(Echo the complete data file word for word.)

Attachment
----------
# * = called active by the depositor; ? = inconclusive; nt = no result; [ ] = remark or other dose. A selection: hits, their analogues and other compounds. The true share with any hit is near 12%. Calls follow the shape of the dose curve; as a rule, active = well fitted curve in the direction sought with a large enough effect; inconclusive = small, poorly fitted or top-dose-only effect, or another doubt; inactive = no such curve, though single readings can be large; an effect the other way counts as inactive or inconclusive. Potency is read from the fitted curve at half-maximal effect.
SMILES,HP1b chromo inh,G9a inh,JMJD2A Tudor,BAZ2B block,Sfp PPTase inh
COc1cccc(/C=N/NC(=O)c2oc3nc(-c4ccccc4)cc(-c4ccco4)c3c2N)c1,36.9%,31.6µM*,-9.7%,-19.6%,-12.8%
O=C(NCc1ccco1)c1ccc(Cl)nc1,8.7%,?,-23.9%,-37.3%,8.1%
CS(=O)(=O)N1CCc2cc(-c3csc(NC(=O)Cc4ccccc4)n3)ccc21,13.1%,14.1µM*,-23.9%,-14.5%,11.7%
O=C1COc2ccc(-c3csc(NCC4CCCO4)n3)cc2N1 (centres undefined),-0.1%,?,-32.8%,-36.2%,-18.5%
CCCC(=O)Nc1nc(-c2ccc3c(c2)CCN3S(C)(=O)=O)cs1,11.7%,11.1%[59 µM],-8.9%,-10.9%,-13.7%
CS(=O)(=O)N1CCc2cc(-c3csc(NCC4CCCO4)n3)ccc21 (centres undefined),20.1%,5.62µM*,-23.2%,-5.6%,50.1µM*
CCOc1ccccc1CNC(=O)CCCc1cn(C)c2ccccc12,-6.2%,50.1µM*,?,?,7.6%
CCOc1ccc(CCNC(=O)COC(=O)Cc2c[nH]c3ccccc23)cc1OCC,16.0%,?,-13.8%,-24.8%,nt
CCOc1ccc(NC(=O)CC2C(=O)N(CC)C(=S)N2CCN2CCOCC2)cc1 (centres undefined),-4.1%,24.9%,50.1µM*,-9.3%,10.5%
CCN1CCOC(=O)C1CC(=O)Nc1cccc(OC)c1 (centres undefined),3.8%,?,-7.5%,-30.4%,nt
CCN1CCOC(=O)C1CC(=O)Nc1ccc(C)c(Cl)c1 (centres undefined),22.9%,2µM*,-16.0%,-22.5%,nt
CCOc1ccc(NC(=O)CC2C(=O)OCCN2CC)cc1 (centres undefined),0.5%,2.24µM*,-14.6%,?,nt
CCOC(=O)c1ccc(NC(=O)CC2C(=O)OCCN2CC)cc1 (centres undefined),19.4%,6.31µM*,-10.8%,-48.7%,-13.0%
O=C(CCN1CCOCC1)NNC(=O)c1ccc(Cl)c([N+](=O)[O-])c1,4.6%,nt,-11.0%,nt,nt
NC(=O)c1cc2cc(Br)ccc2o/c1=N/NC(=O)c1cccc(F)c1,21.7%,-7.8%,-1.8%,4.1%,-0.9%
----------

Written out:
# * = called active by the depositor; ? = inconclusive; nt = no result; [ ] = remark or other dose. A selection: hits, their analogues and other compounds. The true share with any hit is near 12%. Calls follow the shape of the dose curve; as a rule, active = well fitted curve in the direction sought with a large enough effect; inconclusive = small, poorly fitted or top-dose-only effect, or another doubt; inactive = no such curve, though single readings can be large; an effect the other way counts as inactive or inconclusive. Potency is read from the fitted curve at half-maximal effect.
SMILES,HP1b chromo inh,G9a inh,JMJD2A Tudor,BAZ2B block,Sfp PPTase inh
COc1cccc(/C=N/NC(=O)c2oc3nc(-c4ccccc4)cc(-c4ccco4)c3c2N)c1,36.9%,31.6µM*,-9.7%,-19.6%,-12.8%
O=C(NCc1ccco1)c1ccc(Cl)nc1,8.7%,?,-23.9%,-37.3%,8.1%
CS(=O)(=O)N1CCc2cc(-c3csc(NC(=O)Cc4ccccc4)n3)ccc21,13.1%,14.1µM*,-23.9%,-14.5%,11.7%
O=C1COc2ccc(-c3csc(NCC4CCCO4)n3)cc2N1 (centres undefined),-0.1%,?,-32.8%,-36.2%,-18.5%
CCCC(=O)Nc1nc(-c2ccc3c(c2)CCN3S(C)(=O)=O)cs1,11.7%,11.1%[59 µM],-8.9%,-10.9%,-13.7%
CS(=O)(=O)N1CCc2cc(-c3csc(NCC4CCCO4)n3)ccc21 (centres undefined),20.1%,5.62µM*,-23.2%,-5.6%,50.1µM*
CCOc1ccccc1CNC(=O)CCCc1cn(C)c2ccccc12,-6.2%,50.1µM*,?,?,7.6%
CCOc1ccc(CCNC(=O)COC(=O)Cc2c[nH]c3ccccc23)cc1OCC,16.0%,?,-13.8%,-24.8%,nt
CCOc1ccc(NC(=O)CC2C(=O)N(CC)C(=S)N2CCN2CCOCC2)cc1 (centres undefined),-4.1%,24.9%,50.1µM*,-9.3%,10.5%
CCN1CCOC(=O)C1CC(=O)Nc1cccc(OC)c1 (centres undefined),3.8%,?,-7.5%,-30.4%,nt
CCN1CCOC(=O)C1CC(=O)Nc1ccc(C)c(Cl)c1 (centres undefined),22.9%,2µM*,-16.0%,-22.5%,nt
CCOc1ccc(NC(=O)CC2C(=O)OCCN2CC)cc1 (centres undefined),0.5%,2.24µM*,-14.6%,?,nt
CCOC(=O)c1ccc(NC(=O)CC2C(=O)OCCN2CC)cc1 (centres undefined),19.4%,6.31µM*,-10.8%,-48.7%,-13.0%
O=C(CCN1CCOCC1)NNC(=O)c1ccc(Cl)c([N+](=O)[O-])c1,4.6%,nt,-11.0%,nt,nt
NC(=O)c1cc2cc(Br)ccc2o/c1=N/NC(=O)c1cccc(F)c1,21.7%,-7.8%,-1.8%,4.1%,-0.9%